• sirwired

    You bring up a good point; a quick Googling didn’t even show a Hertz Credit card as even existing. Maybe I missed it, but I don’t think there is one…

  • Michael__K

    How long was the rental and how was the upgrade cost calculated?

    The difference in cost between the vehicles (Group A vs. Group C/D) at MKE prices out to about $5/week.

    I doubt this rental lasted longer than a year. It’s very likely that Hertz charged the difference between the prepaid rate for a Group A vehicle and their walk-up rate for a Group D vehicle. Which would be an underhanded and deplorable business practice. What customer would agree to this if they understood what Hertz was doing?

  • Michael__K

    Who offers a product or service without explaining the cost? And who offers an upgrade that normally costs $5/week more, and charges $162 for it?

  • Annie M

    Why fight for someone who didn’t read what he signed? I never walk away from a car rental window without looking at the total cost.

  • BubbaJoe123

    “Who offers a product or service without explaining the cost?”
    Nobody, which is why the cost was clearly shown in the contract Dzurick readily admits to signing.

    “And who offers an upgrade that normally costs $5/week more, and charges $162 for it?”
    Where are you getting $5/week from?

  • BubbaJoe123

    The difference in cost between the vehicles (Group A vs. Group C/D) at MKE prices out to about $5/week.

    Well, no.

    https://uploads.disquscdn.com/images/40706cb353937f56e294362fdd00693cc2d598a04ebae9d9c107aca3075734bb.png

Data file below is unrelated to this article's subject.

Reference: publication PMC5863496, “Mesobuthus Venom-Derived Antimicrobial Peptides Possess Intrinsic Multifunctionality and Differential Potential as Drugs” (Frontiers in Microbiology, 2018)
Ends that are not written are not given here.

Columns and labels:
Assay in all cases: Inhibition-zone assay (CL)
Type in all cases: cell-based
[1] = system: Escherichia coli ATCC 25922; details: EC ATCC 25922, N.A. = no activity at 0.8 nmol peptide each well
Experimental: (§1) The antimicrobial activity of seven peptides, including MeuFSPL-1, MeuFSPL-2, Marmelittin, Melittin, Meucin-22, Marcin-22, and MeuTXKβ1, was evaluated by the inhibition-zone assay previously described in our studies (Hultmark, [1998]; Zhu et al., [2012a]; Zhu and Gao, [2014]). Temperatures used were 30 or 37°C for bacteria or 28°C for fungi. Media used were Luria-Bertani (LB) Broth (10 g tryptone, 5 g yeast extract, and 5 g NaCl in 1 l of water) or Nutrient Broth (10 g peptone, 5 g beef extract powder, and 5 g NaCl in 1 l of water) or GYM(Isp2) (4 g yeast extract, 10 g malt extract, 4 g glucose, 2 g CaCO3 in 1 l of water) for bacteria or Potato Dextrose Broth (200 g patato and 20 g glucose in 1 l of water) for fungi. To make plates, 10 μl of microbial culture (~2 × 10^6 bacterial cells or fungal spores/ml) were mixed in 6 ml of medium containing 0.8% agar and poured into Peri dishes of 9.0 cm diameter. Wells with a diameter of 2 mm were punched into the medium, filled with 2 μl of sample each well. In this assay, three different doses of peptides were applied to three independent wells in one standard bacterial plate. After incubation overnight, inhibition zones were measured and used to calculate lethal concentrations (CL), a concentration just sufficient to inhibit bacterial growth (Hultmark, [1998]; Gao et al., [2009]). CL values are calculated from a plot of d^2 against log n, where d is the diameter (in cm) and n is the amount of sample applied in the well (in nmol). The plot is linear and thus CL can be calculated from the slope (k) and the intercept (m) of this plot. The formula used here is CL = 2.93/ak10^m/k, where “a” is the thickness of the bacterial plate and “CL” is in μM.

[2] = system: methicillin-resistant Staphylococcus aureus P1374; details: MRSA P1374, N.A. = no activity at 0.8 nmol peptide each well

• Michael__K

    If it was “clearly” shown and intended that way, then why didn’t they swipe his credit card and why did they have to mail him a bill later?

    Go to hertz.com and quote a reservation from MKE…

  • Bill___A

    Hertz is pretty good at documenting charges. Particularly when renting a car, one should read those rental agreements. They also print one out and give it to you to keep. Whether the agent told him or not, it would have been in writing. He should have known this had he been a regular Hertz customer. Also, why is he booking through a third party site if he has a Hertz credit card? Many things don’t make sense.

  • Bill___A

    I read them. Always;)

  • BubbaJoe123

    I did quote a reservation from MKE, see below. One week rental, starting tomorrow.

  • BubbaJoe123

    When he said “paid the bill,” I assumed he meant “saw the item on his credit card bill.” Otherwise, it’s another item that makes his story even less credible (along with the “Hertz credit card” bit).

  • Michael__K
  • BubbaJoe123

    I did a rental starting tomorrow, for a week.

  • Michael__K